JoeSeki: I would have taken R9 as my black move. Not only is it Joseki but it is also an extension from your shimari at the top. Granted it's the lesser-valued extension, but it's still a dual purpose move. If I compare White's extension to L17 to Black's extension at R9, they are about the same value extension-wise. The difference is that White gets in front of Black's shimari, but Black completes a joseki.
JoeSeki I brought this game to the Cleveland Go club where some very strong dan players are to review what's been said before. They said Black 35 should have been at F5. Then taking the big point L6 appealed to them. It works very well with your high approach in my lower right corner.
Bill: I wondered why Black didn't play F5 at move 27 or 29, but I am not up on that variation.
And why did Black not play on the right side? The Black wall in the bottom right has no eyes, and needs an extension.
DJ Black 35: I know, I know... The "peaceful" joseki required me to play at b, but then White would play first on top, and the thought gave me the creeps...
I believe my main defect is being stubborn: I wanted to play on the top side and I did it... Now those poor three stones in the lower right will be attacked, thanks to the "peaceful" White 34... ;-)
Really, White 32 was brill, and put me in a dire spot.
I wanted to play a slow, quiet game, and now I'm in for a thorough-going fight. That's the story of many a game of mine...
I thought: but would it be really that terrible if I played b and let White play at 35 or one point above? Where could I play afterwards? I would perceive my right side as flat and invadable, and I would feel compelled to force at c and then extend somewhere around d. Gone is the kikashi at e. I didn't like such a situation...
Joeseki White 34: Peaceful move by me with a lot of potential for later.
DJ Black 33: I too wanted sente to play at the top, but I forgot you had the option to play at 32... :-(
It seems I have no other move than this. Tout ça c'est pénible!
JoeSeki White 32: Trying to take sente. If I had dropped down rather than close the gap, you could treat these stones as light and play elsewhere. Even if you didn't treat them lightly and completed the associated joseki, you'd have an open skirt on the right but you'd also have sente. I want to be first to play at the top.
Bill: But the exchange, - is not so good for White, because of Black's thickness on the bottom left. Where is White going with ?
JoeSeki said: "...I'll take the profit. I think if I had Black I would have played at the 3-3 point and taken the profit away from White. Any outside influence White gets won't be that beneficial, I think.
DJ Black 31: Indeed I was considering taking profit myself, not by entering at sansan but playing at the marked white stone. You would have pressed and so on.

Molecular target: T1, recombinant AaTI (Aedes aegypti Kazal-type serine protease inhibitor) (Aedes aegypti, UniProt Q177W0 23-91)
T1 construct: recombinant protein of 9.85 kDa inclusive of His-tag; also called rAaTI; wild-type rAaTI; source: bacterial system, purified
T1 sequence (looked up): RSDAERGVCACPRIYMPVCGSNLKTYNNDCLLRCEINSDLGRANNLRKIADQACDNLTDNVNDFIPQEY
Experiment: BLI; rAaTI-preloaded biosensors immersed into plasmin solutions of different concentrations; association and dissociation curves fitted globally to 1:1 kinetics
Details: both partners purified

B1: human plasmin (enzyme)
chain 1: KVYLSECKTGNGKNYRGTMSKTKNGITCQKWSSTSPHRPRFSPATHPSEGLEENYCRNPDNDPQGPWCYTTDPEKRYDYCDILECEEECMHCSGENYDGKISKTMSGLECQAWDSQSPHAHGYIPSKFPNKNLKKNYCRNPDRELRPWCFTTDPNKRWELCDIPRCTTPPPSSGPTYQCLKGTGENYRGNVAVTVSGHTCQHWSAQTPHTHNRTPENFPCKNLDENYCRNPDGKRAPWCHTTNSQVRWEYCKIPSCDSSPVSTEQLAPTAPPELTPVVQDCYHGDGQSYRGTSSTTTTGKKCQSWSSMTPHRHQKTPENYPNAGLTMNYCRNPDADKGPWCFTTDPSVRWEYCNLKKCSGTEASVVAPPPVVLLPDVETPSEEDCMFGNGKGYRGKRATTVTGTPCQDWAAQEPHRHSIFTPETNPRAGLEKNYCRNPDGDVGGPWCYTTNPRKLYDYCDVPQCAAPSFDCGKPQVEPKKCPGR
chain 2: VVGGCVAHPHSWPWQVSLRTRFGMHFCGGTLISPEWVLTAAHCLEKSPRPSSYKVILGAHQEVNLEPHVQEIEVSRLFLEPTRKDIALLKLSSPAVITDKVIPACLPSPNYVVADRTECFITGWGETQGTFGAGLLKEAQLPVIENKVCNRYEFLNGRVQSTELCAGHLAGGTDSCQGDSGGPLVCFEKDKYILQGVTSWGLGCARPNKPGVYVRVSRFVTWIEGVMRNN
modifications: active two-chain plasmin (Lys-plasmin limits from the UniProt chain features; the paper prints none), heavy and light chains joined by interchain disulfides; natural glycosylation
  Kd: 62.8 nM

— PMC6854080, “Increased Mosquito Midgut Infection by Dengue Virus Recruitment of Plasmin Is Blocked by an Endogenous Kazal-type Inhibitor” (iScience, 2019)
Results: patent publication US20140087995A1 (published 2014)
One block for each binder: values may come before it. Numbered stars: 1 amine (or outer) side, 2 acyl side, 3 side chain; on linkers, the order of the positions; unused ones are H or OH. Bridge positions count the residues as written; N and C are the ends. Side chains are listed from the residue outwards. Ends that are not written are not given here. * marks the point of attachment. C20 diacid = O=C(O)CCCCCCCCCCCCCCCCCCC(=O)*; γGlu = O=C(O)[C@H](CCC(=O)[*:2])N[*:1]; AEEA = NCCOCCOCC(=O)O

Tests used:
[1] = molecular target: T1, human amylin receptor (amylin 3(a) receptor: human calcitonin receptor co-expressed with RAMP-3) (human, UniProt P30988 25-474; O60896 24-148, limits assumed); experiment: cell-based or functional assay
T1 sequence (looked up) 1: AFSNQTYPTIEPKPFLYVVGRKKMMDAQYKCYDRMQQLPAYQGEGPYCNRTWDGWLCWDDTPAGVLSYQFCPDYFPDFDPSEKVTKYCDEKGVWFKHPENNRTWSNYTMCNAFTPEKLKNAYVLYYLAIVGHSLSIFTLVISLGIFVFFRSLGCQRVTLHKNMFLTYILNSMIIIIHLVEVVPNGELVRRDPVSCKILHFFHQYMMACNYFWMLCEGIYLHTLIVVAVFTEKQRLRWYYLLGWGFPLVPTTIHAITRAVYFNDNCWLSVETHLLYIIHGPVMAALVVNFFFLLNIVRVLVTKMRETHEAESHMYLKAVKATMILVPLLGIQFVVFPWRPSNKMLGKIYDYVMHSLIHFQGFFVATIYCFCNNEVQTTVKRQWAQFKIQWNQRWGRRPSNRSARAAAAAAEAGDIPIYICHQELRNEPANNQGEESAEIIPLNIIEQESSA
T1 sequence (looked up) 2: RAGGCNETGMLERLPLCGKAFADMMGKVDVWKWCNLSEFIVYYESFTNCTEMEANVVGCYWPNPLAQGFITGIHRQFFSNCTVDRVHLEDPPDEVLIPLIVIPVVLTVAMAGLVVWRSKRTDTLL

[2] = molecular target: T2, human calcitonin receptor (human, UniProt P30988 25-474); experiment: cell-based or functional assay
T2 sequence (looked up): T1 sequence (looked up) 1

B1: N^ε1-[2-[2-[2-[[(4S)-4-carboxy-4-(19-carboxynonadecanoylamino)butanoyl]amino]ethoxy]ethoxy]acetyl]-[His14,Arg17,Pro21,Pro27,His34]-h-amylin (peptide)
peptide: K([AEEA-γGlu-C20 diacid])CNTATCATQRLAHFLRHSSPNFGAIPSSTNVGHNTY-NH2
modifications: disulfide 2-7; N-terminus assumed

My problem was: is it correct to let you build thickness in face of my thickness?
It is true that that way the lower right corner would balance the lower left one, and the lower side would be played out, almost settled for the time being. Not only that, now you have more territory than me...
Well, I just don't know: strong players, any hint?
The strategy (what a big word for a 3 kyu...) I have devised focuses on other areas, though...
dnerra: Hmm, I am not sure about the result after Black enters at the square-marked stone instead of Black 29. If White presses with the usual knight's move, and Black chooses the usual joseki, we have a white wall facing black thickness. But White is first to get an extension, so this favors White a little.
On the other hand, Black is really thick, while the white wall does have some weaknesses, so this is a plus for Black. Then there is the right side. Black is in danger of getting pressed further, which is probably bad in relation to his shimari in the upper side. So White will get sente at the top, or get compensation on the right side. It looks playable for both. Someone else to comment? (Yes I know, I should add a diagram here, maybe I can do that tomorrow.)
JamesA: Really interesting game! Black 29 is a difficult move to decide upon. How about playing 1 below, to extend from the top right shimari. Then, if White makes a shimari in the bottom right Black gets a fantastic move at m - preventing White's extension and also creating a double-wing enclosure.
However, looking at this position I think Black may have a difficult game (White has sente), so 3-3 may be the way to go (Black gets territory and White's thickness isn't too valuable because of Black's opposing thickness). The problem is that White has quite a bit of territory already and his stone on 3-5 in the bottom left makes it difficult for Black to get compensation with his thickness. I'm worried about the territorial balance for Black after White 28.
After the actual Black 29 and the following joseki it is very hard to find a good move for Black 35.